Laboratory for Nuclear Science, MIT
Friday, May 19, 2017
Abstract: Members of LNS are experimental and theoretical particle and nuclear physicists. We study the fundamental properties of matter: searching for new particles and new phenomena, and studying in extreme detail the properties of the Standard Model of particles and forces. We also study properties of nuclear matter in extreme conditions and the influence of particle properties on astrophysical phenomena. We use a wide variety of tools: formal particle theory, particle phenomenology, advanced data analysis techniques and a large variety of particle detectors. LNS members are active at accelerator laboratories around the world, using proton and ion beams at the highest energies to search for new particles and study high temperature nuclear plasmas; high intensity beams for neutrino studies; and electron beams to study the structure of protons and nuclei. Our detectors are underground waiting to detect extremely rare processes, and on the International Space Station to study cosmic rays. In this talk I will present some of the science questions that we are trying to answer and some recent experimental results.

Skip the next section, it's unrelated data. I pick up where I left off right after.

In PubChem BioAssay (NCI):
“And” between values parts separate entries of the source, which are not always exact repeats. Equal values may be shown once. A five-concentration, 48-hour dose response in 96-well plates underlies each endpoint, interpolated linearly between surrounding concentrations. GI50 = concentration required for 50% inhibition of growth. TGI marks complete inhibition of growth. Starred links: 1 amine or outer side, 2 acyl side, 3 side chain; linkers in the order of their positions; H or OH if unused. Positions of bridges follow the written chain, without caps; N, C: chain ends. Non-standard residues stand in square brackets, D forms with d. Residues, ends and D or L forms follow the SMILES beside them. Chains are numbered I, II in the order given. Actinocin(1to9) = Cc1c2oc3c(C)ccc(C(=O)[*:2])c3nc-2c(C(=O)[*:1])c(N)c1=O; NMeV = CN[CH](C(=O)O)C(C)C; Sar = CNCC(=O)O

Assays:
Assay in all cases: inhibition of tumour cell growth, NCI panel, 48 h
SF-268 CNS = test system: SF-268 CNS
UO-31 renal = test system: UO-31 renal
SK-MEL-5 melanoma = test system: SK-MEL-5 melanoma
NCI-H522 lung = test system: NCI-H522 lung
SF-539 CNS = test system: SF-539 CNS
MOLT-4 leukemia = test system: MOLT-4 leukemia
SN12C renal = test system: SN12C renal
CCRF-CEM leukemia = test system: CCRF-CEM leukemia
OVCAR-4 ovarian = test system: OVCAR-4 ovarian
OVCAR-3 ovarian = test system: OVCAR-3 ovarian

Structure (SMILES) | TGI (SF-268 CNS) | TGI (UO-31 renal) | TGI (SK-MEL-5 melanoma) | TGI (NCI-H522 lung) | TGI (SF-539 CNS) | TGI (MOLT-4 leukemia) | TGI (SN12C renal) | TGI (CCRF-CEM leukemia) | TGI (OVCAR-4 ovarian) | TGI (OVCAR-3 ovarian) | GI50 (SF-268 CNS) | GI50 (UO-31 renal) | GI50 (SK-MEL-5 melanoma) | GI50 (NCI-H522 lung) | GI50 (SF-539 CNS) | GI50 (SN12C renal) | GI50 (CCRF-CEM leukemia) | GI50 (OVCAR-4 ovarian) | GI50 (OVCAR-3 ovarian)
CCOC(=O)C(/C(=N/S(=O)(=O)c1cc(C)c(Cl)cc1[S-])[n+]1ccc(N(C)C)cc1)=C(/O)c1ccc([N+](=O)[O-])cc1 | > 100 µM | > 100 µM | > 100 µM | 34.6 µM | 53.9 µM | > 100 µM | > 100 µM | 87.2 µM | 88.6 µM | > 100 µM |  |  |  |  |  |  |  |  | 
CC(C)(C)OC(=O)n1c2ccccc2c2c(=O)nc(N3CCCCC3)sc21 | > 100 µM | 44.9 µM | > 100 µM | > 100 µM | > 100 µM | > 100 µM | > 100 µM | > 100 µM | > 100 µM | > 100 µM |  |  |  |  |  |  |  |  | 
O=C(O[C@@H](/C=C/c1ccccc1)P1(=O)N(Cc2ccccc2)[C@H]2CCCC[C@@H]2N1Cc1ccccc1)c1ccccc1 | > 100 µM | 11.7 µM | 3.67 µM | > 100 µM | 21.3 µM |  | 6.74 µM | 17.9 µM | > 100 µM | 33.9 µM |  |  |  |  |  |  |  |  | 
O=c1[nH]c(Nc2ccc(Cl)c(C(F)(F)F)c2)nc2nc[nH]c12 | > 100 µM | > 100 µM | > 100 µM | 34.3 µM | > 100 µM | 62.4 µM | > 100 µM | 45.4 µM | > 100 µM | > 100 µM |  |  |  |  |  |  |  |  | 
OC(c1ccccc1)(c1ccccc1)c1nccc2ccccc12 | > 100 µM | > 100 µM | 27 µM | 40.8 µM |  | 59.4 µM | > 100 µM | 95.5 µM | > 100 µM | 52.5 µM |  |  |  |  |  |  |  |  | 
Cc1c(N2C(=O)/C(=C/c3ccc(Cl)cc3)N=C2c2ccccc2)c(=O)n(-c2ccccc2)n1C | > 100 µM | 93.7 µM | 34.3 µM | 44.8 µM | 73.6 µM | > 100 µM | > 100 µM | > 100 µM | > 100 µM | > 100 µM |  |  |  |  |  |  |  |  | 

Bio: After completing his undergraduate work in Physics at the University of Warsaw in 1981, Professor Wyslouch began his association with MIT, first as a doctoral student, where he earned a Ph.D. in Physics in 1987. In the same year, he became a postdoctoral fellow at the European Laboratory for Particle Physics (CERN) in Geneva, Switzerland. From 1990, he was a Research Associate with MIT's Laboratory for Nuclear Science (LNS), stationed at CERN, before being named an Assistant Professor in 1991. Professor Wyslouch was promoted to Associate Professor without tenure in 1997 and Associate Professor with tenure in July 1998. In July 2002, he was promoted to full Professor. He is currently serving as Director of the Laboratory for Nuclear Science as of 2015.